Academics love failure, kind of. I say this not only to avoid the stack of undergraduate papers I’m supposed to have graded already and the even larger stack of manuscript pages I’m supposed to have reviewed, but also as a reflection on the runaway success of Princeton psychology professor Johannes Haushofer’s “CV of failures.” This list of grants not granted and jobs he didn’t get has been doing the rounds on social and now traditional media for the past few days, garnering lavish praise: a brave intervention, an inspiring reminder, and so on. Not only is this his most widely-read work, Haushofer claims, but he’s not even the first to do it — the idea was Edinburgh scientist Melanie Stefan‘s, and Haushofer provides links to her work and other examples. Obviously there’s a market for tales of (limited) academic woe.
Nevertheless, it’s Haushofer’s anti-CV that has sparked a wider discussion now. Some pointed observations on the phenomenon have begun to appear, including this one in the Guardian and several shorter, sharper ones on Twitter (some of which Haushofer himself has retweeted). For what it’s worth, I think that what most have understood as Haushofer’s purpose — showing others that such failures are a routine part of the game at every level, not final verdicts on one’s prospects or capabilities — is an important one, especially for students and people early in their careers. Still, something about the exercise sticks with me, so a few points seem worth making just the same.
The most obvious is that we’re all reading this because it is the CV of a widely-published, thirty-something Princeton professor‘s failures. Without this backdrop of what most people would regard as stupendous and rapid professional success (terms that seem equally justified in Stefan’s case, to judge from her real CV), the list of what he didn’t get would not be nearly so inspiring. No one wants to read about the failures of someone who never made it. Though publishing that CV might be rather braver, it would serve no obvious purpose.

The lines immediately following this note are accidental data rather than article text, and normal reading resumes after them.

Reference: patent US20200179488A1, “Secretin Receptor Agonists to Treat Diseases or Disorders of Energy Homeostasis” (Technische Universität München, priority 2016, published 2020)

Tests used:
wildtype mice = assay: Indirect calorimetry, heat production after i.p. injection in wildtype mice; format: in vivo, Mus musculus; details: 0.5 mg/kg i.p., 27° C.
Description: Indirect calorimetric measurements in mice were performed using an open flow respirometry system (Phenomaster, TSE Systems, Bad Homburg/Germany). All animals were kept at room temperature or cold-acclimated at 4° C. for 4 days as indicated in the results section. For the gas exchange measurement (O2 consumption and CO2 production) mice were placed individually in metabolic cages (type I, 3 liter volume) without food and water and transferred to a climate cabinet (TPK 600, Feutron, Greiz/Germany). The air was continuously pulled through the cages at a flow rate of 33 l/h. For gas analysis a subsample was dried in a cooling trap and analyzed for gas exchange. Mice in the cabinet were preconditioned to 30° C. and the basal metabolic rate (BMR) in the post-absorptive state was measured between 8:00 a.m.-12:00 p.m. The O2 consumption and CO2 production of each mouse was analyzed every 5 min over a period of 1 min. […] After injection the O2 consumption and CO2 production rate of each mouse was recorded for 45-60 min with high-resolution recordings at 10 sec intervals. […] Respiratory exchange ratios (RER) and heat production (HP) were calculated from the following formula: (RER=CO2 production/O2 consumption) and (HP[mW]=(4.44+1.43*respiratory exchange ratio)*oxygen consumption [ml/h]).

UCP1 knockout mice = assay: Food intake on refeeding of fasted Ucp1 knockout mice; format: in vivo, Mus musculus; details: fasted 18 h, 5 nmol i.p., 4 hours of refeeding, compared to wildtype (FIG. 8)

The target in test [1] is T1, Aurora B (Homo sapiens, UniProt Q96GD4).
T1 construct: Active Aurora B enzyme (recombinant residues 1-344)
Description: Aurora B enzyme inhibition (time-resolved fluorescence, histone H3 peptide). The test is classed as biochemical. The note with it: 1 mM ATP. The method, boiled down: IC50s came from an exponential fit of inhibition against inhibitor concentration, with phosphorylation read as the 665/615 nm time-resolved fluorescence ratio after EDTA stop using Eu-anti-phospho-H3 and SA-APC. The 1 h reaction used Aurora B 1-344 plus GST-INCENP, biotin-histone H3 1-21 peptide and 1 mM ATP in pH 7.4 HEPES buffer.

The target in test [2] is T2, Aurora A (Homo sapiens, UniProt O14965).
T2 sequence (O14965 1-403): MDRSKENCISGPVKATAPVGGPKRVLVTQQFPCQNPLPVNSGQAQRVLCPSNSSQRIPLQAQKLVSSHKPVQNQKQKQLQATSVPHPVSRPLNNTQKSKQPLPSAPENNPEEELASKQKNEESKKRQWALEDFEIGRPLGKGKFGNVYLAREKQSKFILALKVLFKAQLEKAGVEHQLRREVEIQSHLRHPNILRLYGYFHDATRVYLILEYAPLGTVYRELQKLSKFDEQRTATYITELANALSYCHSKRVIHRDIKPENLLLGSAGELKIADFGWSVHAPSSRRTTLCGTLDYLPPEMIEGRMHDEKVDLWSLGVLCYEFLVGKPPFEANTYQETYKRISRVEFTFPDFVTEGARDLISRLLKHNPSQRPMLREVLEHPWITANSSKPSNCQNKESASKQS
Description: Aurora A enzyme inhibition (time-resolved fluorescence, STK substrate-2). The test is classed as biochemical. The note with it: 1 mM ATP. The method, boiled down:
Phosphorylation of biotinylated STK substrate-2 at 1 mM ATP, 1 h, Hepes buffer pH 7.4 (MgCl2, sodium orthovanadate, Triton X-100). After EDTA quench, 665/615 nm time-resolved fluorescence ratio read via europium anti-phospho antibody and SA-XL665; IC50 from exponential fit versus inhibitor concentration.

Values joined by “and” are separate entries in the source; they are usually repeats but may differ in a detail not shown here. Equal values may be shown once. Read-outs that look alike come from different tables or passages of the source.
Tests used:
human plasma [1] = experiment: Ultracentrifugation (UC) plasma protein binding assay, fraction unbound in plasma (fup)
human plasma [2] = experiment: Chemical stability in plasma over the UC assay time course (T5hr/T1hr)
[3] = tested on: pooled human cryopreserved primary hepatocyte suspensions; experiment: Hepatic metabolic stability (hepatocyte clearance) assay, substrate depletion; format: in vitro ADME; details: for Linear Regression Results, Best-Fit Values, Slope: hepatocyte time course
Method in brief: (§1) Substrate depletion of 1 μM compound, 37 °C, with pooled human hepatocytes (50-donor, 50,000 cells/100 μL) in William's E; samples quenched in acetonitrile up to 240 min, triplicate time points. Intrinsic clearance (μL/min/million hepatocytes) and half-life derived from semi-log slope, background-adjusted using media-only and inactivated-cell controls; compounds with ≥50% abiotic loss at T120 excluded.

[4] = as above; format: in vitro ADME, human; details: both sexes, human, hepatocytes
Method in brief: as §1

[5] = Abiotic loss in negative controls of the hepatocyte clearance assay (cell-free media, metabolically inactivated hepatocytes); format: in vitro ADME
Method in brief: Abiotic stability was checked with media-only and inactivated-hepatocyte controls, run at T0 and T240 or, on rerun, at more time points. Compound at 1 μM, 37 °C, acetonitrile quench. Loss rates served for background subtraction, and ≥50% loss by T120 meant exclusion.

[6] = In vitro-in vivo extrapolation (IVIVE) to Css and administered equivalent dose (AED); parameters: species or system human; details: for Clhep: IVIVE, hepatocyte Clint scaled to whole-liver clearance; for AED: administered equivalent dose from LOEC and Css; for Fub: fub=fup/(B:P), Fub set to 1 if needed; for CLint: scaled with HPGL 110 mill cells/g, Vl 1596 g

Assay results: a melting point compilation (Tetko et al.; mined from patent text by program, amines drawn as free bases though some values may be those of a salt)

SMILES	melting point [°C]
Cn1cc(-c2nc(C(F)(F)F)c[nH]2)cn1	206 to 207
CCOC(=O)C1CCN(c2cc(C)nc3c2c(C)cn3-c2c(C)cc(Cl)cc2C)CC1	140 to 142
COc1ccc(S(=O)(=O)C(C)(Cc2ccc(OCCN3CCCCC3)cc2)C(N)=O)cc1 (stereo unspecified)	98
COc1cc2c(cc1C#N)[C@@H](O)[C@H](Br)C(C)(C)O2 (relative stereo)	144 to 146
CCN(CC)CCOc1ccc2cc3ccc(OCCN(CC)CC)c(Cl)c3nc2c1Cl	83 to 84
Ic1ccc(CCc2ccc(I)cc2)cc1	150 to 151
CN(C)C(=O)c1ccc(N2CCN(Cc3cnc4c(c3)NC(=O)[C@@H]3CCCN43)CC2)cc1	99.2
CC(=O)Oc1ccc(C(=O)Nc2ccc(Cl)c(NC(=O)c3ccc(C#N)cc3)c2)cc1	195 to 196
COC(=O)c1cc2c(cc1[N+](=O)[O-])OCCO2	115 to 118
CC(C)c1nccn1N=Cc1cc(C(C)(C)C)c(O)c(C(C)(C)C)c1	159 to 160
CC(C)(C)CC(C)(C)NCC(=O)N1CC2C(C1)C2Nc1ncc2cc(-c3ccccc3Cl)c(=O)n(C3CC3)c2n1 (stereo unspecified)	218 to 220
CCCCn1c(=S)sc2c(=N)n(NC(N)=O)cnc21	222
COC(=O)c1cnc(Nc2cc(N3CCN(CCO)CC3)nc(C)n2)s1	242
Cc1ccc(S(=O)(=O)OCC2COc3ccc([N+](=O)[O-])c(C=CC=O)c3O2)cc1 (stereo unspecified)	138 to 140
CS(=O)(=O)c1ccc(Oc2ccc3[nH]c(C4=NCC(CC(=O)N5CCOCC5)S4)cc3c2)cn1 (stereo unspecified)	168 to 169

Another point, related to the above, is that the purpose of the CV of failures is not quite as clear as it initially seems. Stefan’s original Nature article describes the practice of keeping a running tab of unsuccessful applications as something that came to her in the wake of a failed grant application. It works, first, as a sort of private therapeutic exercise, to exorcise disappointments by putting them in perspective; and, second, as a hopefully inspiring reminder to colleagues (that is, “if you dare — and can afford to — make it public”) of “what it means to be a scientist” — that is, to take a failed attempt for what it is and “start again.” I’ve failed; you’ve failed; we all try again; that’s what it is to be a scientist.
Haushofer describes the goals of his own anti-CV in similar-sounding but subtly (perhaps unwittingly) different terms. He is prompted not by a moment of self-doubt, crucially, but rather by the observation that his actual CV gives people “the impression that most things work out for me”, and that “As a result, they are more likely to attribute their own failures to themselves, rather than the fact that the world is stochastic, applications are crapshoots, and selection committees and referees have bad days.” That is, the CV of failures as narrated here is a device not for overcoming self-doubt but instead for restraining the damaging effects of his real successes on the self-esteem of those around him. It works both by setting his successes in context, and by encouraging others to see their failures as random. I’ve succeeded; you’ve failed; the world is stochastic. Cold comfort.
And also not entirely true. Because finally, and most importantly, “the world is stochastic” doesn’t really cover it. Jobs, grants, and fellowships can be a “crapshoot” in the sense that there are more qualified, deserving applicants than there are prizes to be won. But they are not awarded at random. Rolling the dice any number of times does not by itself make getting a job more likely if one’s degree or letters of reference bear the wrong names, if one’s research interests fall out of fashion, or if the wave of retirements creating openings in one’s field has passed. Referees and committees have bad days; but they also play favourites, ask inappropriate questions, harbour conflicts of interest. Prejudices and glass ceilings exist. I’ll share my failures with my students; but I can’t pretend my successes are just dumb luck.